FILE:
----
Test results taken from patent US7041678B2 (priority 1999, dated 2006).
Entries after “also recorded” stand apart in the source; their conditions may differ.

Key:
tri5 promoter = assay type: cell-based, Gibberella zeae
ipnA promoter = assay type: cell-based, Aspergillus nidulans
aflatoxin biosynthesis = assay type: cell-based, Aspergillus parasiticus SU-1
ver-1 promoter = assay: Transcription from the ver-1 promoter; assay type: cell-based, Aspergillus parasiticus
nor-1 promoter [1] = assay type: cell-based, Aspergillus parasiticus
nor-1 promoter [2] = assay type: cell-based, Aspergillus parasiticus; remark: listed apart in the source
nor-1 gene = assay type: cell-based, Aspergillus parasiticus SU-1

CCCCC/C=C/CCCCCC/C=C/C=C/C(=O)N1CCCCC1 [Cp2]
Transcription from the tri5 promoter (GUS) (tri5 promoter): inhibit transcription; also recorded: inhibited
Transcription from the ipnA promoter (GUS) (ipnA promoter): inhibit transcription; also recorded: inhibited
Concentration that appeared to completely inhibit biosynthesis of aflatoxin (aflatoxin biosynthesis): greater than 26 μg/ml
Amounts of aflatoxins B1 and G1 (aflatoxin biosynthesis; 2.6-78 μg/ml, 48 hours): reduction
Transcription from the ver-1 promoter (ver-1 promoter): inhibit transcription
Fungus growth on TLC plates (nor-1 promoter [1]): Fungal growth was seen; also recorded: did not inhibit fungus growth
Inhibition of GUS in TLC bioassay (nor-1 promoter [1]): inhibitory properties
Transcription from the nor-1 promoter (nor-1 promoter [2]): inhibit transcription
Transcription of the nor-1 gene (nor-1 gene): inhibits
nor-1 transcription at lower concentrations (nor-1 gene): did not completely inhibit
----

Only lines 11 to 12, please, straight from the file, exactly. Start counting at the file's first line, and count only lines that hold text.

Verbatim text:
CCCCC/C=C/CCCCCC/C=C/C=C/C(=O)N1CCCCC1 [Cp2]
Transcription from the tri5 promoter (GUS) (tri5 promoter): inhibit transcription; also recorded: inhibited